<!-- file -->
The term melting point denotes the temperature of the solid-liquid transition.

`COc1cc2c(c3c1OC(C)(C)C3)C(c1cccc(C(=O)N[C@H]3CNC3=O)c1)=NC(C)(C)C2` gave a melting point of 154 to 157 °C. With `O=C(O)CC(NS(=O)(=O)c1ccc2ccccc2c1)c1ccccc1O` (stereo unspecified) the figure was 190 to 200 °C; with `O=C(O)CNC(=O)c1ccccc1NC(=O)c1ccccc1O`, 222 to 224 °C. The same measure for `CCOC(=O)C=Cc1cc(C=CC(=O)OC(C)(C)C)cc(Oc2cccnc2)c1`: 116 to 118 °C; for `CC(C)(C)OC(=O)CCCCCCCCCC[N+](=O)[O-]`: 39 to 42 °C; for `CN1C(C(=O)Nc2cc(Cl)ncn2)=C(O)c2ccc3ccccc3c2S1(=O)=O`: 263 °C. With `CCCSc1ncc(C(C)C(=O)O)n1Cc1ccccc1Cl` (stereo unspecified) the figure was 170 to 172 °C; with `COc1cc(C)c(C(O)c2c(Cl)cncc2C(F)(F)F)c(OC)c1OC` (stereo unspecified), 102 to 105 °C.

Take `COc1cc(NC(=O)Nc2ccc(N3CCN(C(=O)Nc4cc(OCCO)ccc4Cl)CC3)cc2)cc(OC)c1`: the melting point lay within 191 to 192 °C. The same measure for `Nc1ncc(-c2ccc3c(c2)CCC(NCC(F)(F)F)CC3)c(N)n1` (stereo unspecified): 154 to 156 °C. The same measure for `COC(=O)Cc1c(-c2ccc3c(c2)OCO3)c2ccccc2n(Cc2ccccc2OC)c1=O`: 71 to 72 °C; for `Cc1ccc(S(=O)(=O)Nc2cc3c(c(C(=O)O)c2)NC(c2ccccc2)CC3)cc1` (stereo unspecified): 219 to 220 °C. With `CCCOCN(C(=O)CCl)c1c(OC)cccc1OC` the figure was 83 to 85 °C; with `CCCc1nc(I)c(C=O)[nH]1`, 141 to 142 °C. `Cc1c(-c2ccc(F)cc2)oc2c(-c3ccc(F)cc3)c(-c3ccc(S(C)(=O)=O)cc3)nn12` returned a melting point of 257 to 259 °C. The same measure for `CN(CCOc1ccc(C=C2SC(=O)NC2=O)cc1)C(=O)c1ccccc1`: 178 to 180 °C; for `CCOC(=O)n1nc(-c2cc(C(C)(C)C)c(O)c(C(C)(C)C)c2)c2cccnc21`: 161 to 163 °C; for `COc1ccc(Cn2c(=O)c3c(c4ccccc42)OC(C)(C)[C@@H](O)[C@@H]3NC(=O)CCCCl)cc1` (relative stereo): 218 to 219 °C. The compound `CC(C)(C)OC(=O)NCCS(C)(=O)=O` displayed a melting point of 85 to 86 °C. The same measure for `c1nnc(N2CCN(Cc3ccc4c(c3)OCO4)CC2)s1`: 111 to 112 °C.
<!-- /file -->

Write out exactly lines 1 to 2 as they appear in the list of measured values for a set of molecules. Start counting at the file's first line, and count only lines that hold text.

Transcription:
The term melting point denotes the temperature of the solid-liquid transition.

`COc1cc2c(c3c1OC(C)(C)C3)C(c1cccc(C(=O)N[C@H]3CNC3=O)c1)=NC(C)(C)C2` gave a melting point of 154 to 157 °C. With `O=C(O)CC(NS(=O)(=O)c1ccc2ccccc2c1)c1ccccc1O` (stereo unspecified) the figure was 190 to 200 °C; with `O=C(O)CNC(=O)c1ccccc1NC(=O)c1ccccc1O`, 222 to 224 °C. The same measure for `CCOC(=O)C=Cc1cc(C=CC(=O)OC(C)(C)C)cc(Oc2cccnc2)c1`: 116 to 118 °C; for `CC(C)(C)OC(=O)CCCCCCCCCC[N+](=O)[O-]`: 39 to 42 °C; for `CN1C(C(=O)Nc2cc(Cl)ncn2)=C(O)c2ccc3ccccc3c2S1(=O)=O`: 263 °C. With `CCCSc1ncc(C(C)C(=O)O)n1Cc1ccccc1Cl` (stereo unspecified) the figure was 170 to 172 °C; with `COc1cc(C)c(C(O)c2c(Cl)cncc2C(F)(F)F)c(OC)c1OC` (stereo unspecified), 102 to 105 °C.